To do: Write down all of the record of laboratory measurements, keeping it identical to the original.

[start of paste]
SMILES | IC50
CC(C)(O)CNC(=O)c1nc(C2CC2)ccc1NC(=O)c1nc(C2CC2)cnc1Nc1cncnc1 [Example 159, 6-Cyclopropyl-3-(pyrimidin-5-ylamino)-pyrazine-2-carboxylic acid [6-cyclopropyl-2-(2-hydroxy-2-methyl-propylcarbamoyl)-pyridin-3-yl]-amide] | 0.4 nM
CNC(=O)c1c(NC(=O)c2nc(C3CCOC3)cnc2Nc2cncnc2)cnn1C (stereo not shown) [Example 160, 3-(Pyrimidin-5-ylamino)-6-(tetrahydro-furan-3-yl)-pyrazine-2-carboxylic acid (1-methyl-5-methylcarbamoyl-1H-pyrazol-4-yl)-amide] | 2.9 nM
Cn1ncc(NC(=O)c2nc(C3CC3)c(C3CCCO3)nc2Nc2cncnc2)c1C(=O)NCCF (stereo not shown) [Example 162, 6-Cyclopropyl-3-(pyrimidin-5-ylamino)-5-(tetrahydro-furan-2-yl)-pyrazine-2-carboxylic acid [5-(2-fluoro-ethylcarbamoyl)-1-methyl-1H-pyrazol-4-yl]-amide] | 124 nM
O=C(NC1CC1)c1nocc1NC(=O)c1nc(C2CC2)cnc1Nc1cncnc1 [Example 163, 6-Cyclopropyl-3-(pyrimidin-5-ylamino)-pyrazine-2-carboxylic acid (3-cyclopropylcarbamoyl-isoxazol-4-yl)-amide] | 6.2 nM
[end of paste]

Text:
SMILES | IC50
CC(C)(O)CNC(=O)c1nc(C2CC2)ccc1NC(=O)c1nc(C2CC2)cnc1Nc1cncnc1 [Example 159, 6-Cyclopropyl-3-(pyrimidin-5-ylamino)-pyrazine-2-carboxylic acid [6-cyclopropyl-2-(2-hydroxy-2-methyl-propylcarbamoyl)-pyridin-3-yl]-amide] | 0.4 nM
CNC(=O)c1c(NC(=O)c2nc(C3CCOC3)cnc2Nc2cncnc2)cnn1C (stereo not shown) [Example 160, 3-(Pyrimidin-5-ylamino)-6-(tetrahydro-furan-3-yl)-pyrazine-2-carboxylic acid (1-methyl-5-methylcarbamoyl-1H-pyrazol-4-yl)-amide] | 2.9 nM
Cn1ncc(NC(=O)c2nc(C3CC3)c(C3CCCO3)nc2Nc2cncnc2)c1C(=O)NCCF (stereo not shown) [Example 162, 6-Cyclopropyl-3-(pyrimidin-5-ylamino)-5-(tetrahydro-furan-2-yl)-pyrazine-2-carboxylic acid [5-(2-fluoro-ethylcarbamoyl)-1-methyl-1H-pyrazol-4-yl]-amide] | 124 nM
O=C(NC1CC1)c1nocc1NC(=O)c1nc(C2CC2)cnc1Nc1cncnc1 [Example 163, 6-Cyclopropyl-3-(pyrimidin-5-ylamino)-pyrazine-2-carboxylic acid (3-cyclopropylcarbamoyl-isoxazol-4-yl)-amide] | 6.2 nM